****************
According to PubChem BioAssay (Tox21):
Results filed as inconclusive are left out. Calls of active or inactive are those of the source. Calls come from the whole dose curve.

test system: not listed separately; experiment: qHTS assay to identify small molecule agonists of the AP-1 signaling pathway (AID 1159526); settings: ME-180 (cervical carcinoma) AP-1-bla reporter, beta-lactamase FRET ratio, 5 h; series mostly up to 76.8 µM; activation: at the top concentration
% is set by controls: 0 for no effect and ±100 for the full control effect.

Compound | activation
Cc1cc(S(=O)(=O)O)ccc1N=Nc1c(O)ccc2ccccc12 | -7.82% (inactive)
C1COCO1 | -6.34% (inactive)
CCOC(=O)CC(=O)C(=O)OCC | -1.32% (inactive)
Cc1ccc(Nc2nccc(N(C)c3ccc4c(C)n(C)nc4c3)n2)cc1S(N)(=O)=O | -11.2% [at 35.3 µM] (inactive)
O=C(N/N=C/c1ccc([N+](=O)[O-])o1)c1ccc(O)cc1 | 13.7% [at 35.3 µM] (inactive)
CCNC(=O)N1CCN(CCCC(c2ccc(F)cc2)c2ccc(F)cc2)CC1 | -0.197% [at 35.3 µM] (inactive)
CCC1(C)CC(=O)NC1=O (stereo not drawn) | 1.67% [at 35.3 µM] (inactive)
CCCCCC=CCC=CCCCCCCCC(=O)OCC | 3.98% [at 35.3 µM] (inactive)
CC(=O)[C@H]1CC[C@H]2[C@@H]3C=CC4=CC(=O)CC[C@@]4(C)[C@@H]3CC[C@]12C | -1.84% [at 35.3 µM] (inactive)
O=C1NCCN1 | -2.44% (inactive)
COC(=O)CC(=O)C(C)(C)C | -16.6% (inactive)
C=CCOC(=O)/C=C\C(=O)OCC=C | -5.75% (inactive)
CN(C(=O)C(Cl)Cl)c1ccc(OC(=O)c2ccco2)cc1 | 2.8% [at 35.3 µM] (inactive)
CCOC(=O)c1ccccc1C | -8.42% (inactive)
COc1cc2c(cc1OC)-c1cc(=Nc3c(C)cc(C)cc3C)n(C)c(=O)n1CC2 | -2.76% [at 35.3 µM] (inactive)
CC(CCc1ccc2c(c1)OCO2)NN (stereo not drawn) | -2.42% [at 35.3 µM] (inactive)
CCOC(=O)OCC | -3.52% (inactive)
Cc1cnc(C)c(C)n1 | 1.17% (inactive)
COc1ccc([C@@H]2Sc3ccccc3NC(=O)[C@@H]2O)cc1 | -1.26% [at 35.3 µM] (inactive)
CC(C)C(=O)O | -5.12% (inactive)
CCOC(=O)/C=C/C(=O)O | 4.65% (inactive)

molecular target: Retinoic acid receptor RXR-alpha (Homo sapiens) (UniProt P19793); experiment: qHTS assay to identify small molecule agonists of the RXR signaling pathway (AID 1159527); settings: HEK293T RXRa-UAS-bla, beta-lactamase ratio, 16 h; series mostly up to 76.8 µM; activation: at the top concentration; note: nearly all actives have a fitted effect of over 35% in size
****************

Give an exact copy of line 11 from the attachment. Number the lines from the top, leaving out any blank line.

CCNC(=O)N1CCN(CCCC(c2ccc(F)cc2)c2ccc(F)cc2)CC1 | -0.197% [at 35.3 µM] (inactive)